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Does the SES of the School Matter? An Examination of Socioeconomic Status and Student Achievement Using PISA 2003


by Laura B. Perry & Andrew McConney — 2010

Background/Context: It is well established in the research literature that socioeconomically disadvantaged students and schools do less well on standardized measures of academic achievement compared with their more advantaged peers. Although studies in numerous countries have shown that the socioeconomic profile of a school is strongly correlated with student outcomes, less is understood about how the relationship may vary if both individual student and school socioeconomic status (SES) are disaggregated.

Purpose/Objective/Research Question/Focus of Study: This study examines the relationship between school SES and student outcomes in more detail by asking two research questions. First, how does the association vary for students of different socioeconomic backgrounds? In other words, is the association stronger for students from lower SES backgrounds than for students from higher SES backgrounds? Second, how does the association vary across schools with different socioeconomic compositions? In other words, are increases in school socioeconomic composition consistently associated with increases in student academic achievement?

Population/Participants/Subjects: This study uses data from the Australian 2003 Programme for International Student Assessment (PISA). The sample includes over 320 secondary schools and more than 12,000 students from Australia.

Research Design: This study is a secondary analysis of data from the Australian 2003 PISA. Descriptive statistics are used to compare the average reading, mathematics, and science achievement of secondary school students from different SES backgrounds in a variety of school SES contexts.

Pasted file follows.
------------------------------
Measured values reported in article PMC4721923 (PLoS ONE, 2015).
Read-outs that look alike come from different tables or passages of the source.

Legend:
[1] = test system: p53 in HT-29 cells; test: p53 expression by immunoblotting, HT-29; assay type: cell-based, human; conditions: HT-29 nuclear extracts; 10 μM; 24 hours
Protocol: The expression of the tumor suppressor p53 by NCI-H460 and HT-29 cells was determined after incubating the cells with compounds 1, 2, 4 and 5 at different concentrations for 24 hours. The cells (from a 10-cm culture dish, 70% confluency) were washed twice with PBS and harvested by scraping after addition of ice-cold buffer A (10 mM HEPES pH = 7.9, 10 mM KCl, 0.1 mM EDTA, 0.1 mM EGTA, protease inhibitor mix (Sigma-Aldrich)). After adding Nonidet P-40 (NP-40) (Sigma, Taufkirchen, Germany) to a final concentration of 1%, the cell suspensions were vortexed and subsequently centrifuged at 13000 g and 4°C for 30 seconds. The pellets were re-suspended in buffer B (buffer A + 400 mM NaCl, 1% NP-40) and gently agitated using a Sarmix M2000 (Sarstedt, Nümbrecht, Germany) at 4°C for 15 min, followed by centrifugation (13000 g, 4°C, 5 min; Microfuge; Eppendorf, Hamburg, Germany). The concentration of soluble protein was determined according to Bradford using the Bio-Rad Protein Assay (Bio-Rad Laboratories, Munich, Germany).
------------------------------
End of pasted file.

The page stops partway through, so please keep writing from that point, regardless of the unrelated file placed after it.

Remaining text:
Conclusions: The two main findings of the study are that increases in the mean SES of a school are associated with consistent increases in students’ academic achievement, and that this relationship is similar for all students regardless of their individual SES. In the Australian case, the socio-economic composition of the school matters greatly in terms of students’ academic performance.



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Cite This Article as: Teachers College Record Volume 112 Number 4, 2010, p. 1137-1162
http://www.tcrecord.org ID Number: 15662, Date Accessed: 12/15/2017 1:04:24 PM

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About the Author
  • Laura Perry
    Murdoch University
    E-mail Author
    LAURA PERRY is a lecturer of education policy and the sociocultural foundations of education at Murdoch University. Her research examines the ways in which educational structures and policies pattern educational outcomes. Specific research interests include educational inequality, school social composition, and education policies for democratic societies. Her most recent publication is: Perry, L. B. (in press). Conceptualizing education policy in democratic societies, Educational Policy (also available as a prepublication through the online version of the journal).
  • Andrew McConney
    Murdoch University
    ANDREW MCCONNEY is senior lecturer of educational research and evaluation at Murdoch University. His research interests center on the development and application of mixed research and evaluation methods, particularly for the assessment of teacher, program, and school effectiveness. Recent illustrative publications include: Isaacs, M. L., Elliott E., McConney, A., Wachholz P., Greene, P., & Greene M. (2007). Evaluating quality methods of filling the “teacher gap”: Results of a pilot study with early career teachers. Journal of the National Association for Alternative Certification, 2(2); and McConney, A., Rudd, A., & Ayres, R. (2002). Getting to the bottom line: A method for synthesizing findings within mixed method program evaluations. American Journal of Evaluation, 23(2), 121–140.
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